Where was I? Ah, yes, the arch enemy of Śukrācārya is, of course, Bṛhaspati, the guru of the demigods, whose another name is Āṇgiras, which makes him into Zoroastrian Angra Manyu, though I, as a self appointed linguist, think it was Angira Muni, one of the seven principle Vedic sages.

Anyway, this grudge against old rulers and their gods made Zoroaster divide all the deities according to their allegiance, and so duality was born and it never died.

Jews are not so fixated on it, afaik, but then their religion doesn’t influence the world to the degree Christianity does, and Christianity is all about good vs evil, with Satan having as much power over people as Christ.

We look at them and we don’t understand how Satan could ever be God’s rival, and they have their own explanations for it, something about fallen angels, but it doesn’t sound convincing. We do not see God as being opposite of anything, our version is absolutely liberal and all inclusive instead.

Of course if we want to know Kṛṣṇa we have to make certain choices in our lies and our association and so we don’t look liberal to the general public but that’s what making choices mean. It doesn’t mean that people can’t relate to God in their own ways, like by serving His illusory energy, for example, or trying to compete with Him, or trying to kill Him. Whatever works for them is fine by us.

We base our religion not on such external designations or universal arrangement but on rasa – in a whole gamut of possible relationships with the Absolute Truth we choose those that taste better. Better for us, better for Kṛṣṇa.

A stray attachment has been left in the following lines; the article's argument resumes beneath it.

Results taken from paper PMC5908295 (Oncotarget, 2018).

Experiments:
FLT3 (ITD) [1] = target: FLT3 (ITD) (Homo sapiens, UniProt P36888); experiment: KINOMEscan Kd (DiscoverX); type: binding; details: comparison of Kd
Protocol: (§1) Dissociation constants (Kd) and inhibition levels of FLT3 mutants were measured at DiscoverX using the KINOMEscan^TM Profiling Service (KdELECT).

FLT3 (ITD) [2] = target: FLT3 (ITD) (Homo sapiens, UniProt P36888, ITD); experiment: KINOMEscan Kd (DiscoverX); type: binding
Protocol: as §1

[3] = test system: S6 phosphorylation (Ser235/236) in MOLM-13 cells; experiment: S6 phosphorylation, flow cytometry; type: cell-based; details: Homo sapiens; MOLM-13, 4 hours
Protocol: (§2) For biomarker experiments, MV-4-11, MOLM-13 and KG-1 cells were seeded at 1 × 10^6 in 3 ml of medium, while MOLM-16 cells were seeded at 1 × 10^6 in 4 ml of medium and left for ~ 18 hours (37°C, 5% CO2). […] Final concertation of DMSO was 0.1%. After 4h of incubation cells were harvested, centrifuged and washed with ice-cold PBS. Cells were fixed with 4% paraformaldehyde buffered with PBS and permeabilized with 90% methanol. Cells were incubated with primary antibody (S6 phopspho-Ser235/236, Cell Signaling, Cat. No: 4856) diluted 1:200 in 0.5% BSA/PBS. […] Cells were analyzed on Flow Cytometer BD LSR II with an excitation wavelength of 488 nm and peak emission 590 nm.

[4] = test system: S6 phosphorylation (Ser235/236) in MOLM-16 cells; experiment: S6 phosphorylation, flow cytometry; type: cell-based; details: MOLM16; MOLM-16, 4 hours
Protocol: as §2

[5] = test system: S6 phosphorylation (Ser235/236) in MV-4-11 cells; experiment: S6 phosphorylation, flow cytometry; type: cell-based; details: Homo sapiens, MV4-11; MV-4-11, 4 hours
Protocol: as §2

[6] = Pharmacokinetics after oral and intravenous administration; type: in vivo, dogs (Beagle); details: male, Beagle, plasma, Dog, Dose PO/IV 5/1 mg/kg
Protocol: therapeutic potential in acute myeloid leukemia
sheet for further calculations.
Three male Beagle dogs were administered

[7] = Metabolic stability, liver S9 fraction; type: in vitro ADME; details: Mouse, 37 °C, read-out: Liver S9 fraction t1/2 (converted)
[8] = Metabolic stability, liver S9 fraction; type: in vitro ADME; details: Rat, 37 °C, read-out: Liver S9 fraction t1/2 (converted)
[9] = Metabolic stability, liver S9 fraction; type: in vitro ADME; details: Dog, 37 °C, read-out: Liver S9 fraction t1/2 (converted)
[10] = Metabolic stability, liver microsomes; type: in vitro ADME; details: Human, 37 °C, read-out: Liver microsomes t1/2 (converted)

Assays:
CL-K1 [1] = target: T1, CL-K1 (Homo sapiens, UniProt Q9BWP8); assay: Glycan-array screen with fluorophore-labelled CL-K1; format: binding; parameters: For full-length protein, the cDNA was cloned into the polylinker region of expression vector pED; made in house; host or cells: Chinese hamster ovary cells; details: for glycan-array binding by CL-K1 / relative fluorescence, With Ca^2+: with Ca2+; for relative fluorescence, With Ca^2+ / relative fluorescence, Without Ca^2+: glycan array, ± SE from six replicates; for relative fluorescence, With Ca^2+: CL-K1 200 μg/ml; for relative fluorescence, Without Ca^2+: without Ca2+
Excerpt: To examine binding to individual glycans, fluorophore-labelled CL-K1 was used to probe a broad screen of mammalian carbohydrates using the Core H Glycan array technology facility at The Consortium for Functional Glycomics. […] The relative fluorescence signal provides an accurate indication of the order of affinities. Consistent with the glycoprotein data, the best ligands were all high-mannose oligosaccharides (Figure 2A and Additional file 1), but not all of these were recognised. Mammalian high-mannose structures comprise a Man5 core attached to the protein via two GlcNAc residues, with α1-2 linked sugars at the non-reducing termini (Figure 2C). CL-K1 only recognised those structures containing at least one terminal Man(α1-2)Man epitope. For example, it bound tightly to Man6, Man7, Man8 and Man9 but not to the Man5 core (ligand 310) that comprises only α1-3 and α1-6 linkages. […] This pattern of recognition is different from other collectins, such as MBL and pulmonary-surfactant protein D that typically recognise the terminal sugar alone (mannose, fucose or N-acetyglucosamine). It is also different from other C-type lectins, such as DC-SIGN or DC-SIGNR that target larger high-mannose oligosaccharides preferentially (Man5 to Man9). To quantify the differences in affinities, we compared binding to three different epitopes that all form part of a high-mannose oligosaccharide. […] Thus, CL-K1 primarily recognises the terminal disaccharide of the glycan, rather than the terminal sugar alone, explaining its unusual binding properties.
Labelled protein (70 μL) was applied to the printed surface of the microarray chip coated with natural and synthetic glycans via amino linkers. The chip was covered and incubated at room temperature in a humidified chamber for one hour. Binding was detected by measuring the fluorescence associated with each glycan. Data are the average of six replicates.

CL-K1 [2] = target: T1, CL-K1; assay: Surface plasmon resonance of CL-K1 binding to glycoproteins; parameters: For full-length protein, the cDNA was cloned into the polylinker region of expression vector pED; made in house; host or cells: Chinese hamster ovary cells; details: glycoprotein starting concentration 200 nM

Even in our preaching we are not supposed to convert demons but to attract innocents. If someone refuses to accept Kṛṣṇa consciousness we leave them alone, we seek those who can bring Kṛṣṇa’s pleasure in our kind of way – by serving Him, not by opposing or rejecting Him.

We were born into a Christian world, however, and so we bear the burden of our cultural upbringing. Normally we don’t see the connection between Kṛṣṇa consciousness and Christianity but here it is – it was rebellion of Zoroaster that started the whole thing. He didn’t see the world as a whole, due to his unique history he saw friends and enemies, and he passed it down to modern day Christians.

Worshiping any kind of God would eventually lead to the growth of genuine spiritual knowledge and genuine spiritual benefits and Christianity continues to exist even with the wrong foundation.

Incidentally, this serves Kali very well. People get their religion and he gets to keep his control, too, everybody’s happy. That’s the thing – Kali isn’t evil personified, there’s no such thing in the Absolute Truth, he just serves the Lord in his own way, fulfilling his own desires.

Everyone can find shelter at Kṛṣṇa’s lotus feet and so we have no right to reject any living being’s connection with Him, even as repulsive as Kali or any of our current enemies. Whatever they say, they are as dear to Kṛṣṇa any other soul even if they make our blood boil.

Perhaps key to our success in relating to others is seeing this eternal connection and accepting Kṛṣṇa’s permission for others to enjoy their lives in all kinds of ways, even unacceptable to us

Advertisements

Leave a Reply

Fill in your details below or click an icon to log in:

WordPress.com Logo

You are commenting using your WordPress.com account. Log Out / Change )

Twitter picture

You are commenting using your Twitter account. Log Out / Change )

Facebook photo

You are commenting using your Facebook account. Log Out / Change )

Google+ photo

You are commenting using your Google+ account. Log Out / Change )

Connecting to %s